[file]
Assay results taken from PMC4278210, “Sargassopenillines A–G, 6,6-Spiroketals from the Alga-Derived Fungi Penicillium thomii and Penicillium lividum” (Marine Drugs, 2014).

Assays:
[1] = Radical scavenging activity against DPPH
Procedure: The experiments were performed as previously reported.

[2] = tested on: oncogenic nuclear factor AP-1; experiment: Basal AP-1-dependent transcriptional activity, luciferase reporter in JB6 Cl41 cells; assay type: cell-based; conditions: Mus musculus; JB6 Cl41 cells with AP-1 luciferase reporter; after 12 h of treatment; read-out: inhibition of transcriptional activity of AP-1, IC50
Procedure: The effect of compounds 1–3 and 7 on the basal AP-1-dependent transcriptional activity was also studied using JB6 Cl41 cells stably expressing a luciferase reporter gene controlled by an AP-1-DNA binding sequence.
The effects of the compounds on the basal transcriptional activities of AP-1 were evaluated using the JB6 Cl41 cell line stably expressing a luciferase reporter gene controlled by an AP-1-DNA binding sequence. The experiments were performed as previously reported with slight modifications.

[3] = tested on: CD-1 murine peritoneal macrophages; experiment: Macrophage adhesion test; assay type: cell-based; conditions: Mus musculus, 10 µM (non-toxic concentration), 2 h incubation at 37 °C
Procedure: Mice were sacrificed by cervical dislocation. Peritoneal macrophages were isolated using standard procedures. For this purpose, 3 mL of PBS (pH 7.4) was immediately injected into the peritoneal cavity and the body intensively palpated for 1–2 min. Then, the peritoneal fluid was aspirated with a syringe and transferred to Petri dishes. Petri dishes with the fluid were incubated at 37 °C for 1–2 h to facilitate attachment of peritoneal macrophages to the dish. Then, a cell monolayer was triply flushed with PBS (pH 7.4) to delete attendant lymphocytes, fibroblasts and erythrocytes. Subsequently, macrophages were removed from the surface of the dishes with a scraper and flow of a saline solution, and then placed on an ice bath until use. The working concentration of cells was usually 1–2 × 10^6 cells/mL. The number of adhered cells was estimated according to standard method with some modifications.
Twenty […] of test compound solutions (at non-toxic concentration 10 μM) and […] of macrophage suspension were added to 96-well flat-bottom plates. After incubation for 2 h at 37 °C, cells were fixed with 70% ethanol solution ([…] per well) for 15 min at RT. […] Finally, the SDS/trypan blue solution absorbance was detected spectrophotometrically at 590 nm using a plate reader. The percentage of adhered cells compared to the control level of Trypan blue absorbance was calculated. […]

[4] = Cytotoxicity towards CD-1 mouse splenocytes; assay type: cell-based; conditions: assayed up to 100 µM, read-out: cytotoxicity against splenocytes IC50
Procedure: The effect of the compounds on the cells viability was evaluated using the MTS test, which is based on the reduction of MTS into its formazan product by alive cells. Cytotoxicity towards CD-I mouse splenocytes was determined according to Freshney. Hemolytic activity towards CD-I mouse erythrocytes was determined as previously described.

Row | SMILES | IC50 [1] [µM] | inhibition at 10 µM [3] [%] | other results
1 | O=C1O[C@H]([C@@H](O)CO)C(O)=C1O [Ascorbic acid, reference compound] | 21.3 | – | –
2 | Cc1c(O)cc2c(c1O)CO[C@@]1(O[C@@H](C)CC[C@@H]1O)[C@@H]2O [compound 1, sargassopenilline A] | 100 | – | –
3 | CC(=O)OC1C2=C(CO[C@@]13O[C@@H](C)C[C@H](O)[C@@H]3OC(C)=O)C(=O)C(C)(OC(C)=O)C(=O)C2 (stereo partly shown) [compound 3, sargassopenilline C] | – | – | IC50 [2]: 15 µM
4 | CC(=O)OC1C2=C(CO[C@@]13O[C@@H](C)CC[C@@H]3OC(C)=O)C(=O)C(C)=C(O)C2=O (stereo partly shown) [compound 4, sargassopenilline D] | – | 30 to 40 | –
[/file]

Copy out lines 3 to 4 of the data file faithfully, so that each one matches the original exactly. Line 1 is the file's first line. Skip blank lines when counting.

[1] = Radical scavenging activity against DPPH
Procedure: The experiments were performed as previously reported.